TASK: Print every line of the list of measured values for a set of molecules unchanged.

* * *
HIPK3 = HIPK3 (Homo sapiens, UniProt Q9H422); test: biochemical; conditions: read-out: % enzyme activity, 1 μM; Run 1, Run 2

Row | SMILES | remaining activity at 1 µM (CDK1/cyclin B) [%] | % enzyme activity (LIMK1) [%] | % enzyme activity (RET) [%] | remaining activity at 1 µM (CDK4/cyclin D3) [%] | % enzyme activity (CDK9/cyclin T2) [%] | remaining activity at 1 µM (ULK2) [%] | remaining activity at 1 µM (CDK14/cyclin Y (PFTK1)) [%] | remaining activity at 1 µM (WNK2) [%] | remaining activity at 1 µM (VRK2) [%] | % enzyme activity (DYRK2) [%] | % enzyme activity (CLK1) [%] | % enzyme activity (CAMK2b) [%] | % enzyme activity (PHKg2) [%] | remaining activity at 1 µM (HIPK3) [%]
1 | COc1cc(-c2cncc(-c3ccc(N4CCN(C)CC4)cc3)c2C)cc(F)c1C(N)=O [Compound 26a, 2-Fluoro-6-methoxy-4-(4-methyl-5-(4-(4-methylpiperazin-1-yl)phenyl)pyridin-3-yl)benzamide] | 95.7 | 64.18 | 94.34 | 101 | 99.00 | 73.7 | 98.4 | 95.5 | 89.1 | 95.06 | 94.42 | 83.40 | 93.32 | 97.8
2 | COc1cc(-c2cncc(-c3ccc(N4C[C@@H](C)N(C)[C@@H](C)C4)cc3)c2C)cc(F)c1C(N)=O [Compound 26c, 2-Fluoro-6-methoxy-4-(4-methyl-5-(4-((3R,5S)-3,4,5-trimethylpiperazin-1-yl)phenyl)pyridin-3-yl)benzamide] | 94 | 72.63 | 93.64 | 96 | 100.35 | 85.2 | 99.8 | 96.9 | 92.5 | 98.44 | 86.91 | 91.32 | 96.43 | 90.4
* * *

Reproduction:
HIPK3 = HIPK3 (Homo sapiens, UniProt Q9H422); test: biochemical; conditions: read-out: % enzyme activity, 1 μM; Run 1, Run 2

Row | SMILES | remaining activity at 1 µM (CDK1/cyclin B) [%] | % enzyme activity (LIMK1) [%] | % enzyme activity (RET) [%] | remaining activity at 1 µM (CDK4/cyclin D3) [%] | % enzyme activity (CDK9/cyclin T2) [%] | remaining activity at 1 µM (ULK2) [%] | remaining activity at 1 µM (CDK14/cyclin Y (PFTK1)) [%] | remaining activity at 1 µM (WNK2) [%] | remaining activity at 1 µM (VRK2) [%] | % enzyme activity (DYRK2) [%] | % enzyme activity (CLK1) [%] | % enzyme activity (CAMK2b) [%] | % enzyme activity (PHKg2) [%] | remaining activity at 1 µM (HIPK3) [%]
1 | COc1cc(-c2cncc(-c3ccc(N4CCN(C)CC4)cc3)c2C)cc(F)c1C(N)=O [Compound 26a, 2-Fluoro-6-methoxy-4-(4-methyl-5-(4-(4-methylpiperazin-1-yl)phenyl)pyridin-3-yl)benzamide] | 95.7 | 64.18 | 94.34 | 101 | 99.00 | 73.7 | 98.4 | 95.5 | 89.1 | 95.06 | 94.42 | 83.40 | 93.32 | 97.8
2 | COc1cc(-c2cncc(-c3ccc(N4C[C@@H](C)N(C)[C@@H](C)C4)cc3)c2C)cc(F)c1C(N)=O [Compound 26c, 2-Fluoro-6-methoxy-4-(4-methyl-5-(4-((3R,5S)-3,4,5-trimethylpiperazin-1-yl)phenyl)pyridin-3-yl)benzamide] | 94 | 72.63 | 93.64 | 96 | 100.35 | 85.2 | 99.8 | 96.9 | 92.5 | 98.44 | 86.91 | 91.32 | 96.43 | 90.4